Deadball Stars of the National League

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Brassey's, 2004 - Sports & Recreation - 367 pages
4 Reviews
This new volume is the first book establishing a relationship between Brassey's, Inc. and the premier research organization in all of sports, the Society for American Baseball Research. This initial release allows you to return to one of the most colorful, popular, important, and distinct periods of baseball history. With the Society for American Baseball Research to guide you, you'll learn about the stars, the regulars, and the people behind the scenes - who were all the leading lights of the senior circuit. Through them, follow the great game's opening decades as the original eight National League franchises combated the American League, only to strike up a partnership with it and start the World Series in 1903, launching the major leagues as we know them today. Lavishly illustrated, featuring photographs and autographs of every player or person profiled, Deadball Stars of the National League gives fans a unique window into the game of inside baseball, a time when the stolen base and the sacrifice were a manager's key weapons, when pitchers finished what they started, and when the baseball itself was a sodden, misshapen, tobaccostained menace. Edited by Tom Simon and written an

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Review: Deadball Stars of the National League

User Review  - Johnny - Goodreads

A nice coffee table book and a nice easy read that can be put down and picked up pretty easily. The book arranges the League, first is well known umpires (Hank O'Day and Bill Klem) as well as several ... Read full review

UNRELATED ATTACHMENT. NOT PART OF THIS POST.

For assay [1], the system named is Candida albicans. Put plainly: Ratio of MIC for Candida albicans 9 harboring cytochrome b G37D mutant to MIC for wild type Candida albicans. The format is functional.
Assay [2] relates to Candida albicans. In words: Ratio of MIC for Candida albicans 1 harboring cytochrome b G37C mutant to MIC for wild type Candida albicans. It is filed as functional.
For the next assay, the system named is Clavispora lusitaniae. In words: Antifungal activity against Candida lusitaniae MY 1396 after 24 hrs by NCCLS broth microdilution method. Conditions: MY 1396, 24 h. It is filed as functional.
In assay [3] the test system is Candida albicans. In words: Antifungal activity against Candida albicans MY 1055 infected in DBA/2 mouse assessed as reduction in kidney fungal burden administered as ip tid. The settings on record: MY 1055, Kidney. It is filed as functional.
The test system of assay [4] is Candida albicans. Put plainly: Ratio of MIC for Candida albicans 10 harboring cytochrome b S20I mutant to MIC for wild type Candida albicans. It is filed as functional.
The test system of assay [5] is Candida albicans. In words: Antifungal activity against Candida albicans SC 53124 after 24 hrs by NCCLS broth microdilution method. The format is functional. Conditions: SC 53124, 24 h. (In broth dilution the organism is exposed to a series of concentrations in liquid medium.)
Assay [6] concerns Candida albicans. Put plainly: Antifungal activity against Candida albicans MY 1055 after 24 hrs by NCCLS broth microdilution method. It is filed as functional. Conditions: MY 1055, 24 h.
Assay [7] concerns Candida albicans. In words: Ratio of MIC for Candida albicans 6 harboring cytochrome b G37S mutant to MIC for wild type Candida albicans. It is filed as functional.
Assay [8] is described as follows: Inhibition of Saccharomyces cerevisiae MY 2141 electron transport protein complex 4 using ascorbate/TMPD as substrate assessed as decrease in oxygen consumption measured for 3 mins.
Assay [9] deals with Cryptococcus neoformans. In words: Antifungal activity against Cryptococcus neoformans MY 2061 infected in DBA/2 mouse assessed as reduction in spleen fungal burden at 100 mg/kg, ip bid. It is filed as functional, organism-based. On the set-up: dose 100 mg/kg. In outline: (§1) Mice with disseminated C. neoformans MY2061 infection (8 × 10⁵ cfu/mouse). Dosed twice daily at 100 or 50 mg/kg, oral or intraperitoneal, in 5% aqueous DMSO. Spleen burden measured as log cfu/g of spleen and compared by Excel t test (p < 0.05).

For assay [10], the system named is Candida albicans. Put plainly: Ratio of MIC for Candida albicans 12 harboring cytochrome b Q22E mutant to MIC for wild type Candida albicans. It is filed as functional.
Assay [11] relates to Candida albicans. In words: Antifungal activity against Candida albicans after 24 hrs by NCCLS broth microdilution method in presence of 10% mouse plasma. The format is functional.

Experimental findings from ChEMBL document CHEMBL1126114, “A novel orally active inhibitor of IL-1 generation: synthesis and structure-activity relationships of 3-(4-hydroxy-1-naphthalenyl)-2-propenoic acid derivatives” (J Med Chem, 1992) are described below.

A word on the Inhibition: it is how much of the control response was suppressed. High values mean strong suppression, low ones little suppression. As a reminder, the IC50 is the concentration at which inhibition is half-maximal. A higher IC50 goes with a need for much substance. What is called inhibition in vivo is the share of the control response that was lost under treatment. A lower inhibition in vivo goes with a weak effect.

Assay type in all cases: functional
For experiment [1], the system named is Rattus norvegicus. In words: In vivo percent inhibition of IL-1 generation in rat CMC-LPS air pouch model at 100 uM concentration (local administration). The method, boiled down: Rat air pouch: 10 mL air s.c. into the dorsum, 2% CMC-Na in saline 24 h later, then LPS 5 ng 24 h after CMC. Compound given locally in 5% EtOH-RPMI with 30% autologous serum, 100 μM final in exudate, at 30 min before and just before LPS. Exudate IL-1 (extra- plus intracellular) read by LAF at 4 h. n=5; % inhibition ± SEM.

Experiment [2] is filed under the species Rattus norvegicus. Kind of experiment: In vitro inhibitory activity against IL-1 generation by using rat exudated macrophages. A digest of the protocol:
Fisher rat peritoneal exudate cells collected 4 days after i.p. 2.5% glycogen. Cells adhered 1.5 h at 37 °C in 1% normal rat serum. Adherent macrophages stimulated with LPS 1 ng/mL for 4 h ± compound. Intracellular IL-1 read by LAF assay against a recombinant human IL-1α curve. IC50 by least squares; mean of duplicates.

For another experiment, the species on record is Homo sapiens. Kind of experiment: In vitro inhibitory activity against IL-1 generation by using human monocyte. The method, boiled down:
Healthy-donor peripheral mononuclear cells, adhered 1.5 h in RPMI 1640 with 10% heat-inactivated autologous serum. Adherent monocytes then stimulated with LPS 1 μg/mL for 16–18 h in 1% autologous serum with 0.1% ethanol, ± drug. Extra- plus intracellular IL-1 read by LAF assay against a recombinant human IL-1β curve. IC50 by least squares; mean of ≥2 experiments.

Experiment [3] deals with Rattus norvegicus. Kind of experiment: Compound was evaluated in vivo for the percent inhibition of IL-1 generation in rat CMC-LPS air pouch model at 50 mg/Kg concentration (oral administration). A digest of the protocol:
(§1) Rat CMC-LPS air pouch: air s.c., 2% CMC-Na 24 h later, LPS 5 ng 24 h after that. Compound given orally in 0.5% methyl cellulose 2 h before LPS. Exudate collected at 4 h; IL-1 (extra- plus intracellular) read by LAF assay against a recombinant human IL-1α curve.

Review: Deadball Stars of the National League

User Review  - Richard - Goodreads

Excellent reference book for "quick" bios of players from the deadball era. Read full review

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About the author (2004)

Like most writers, Tom Simon has had a wide range of peculiar jobs, from sysop of a dialup chat board (before the commercial Internet) to assistant in a Member of Parliament's constituency office. One of his MP's constituents was an ardent advocate for the population of elves who lived (so he said) in a patch of wild ground in the midst of the city. Mr. Simon regrets that he was never personally involved in dealing with elf issues. However, he has met the usual assortment of witches, wizards, and one creature who styled himself Archdruid of Canada. A Canadian by birth, Mr. Simon lives in Calgary, but part of his heart will always remain among the mountains of British Columbia.

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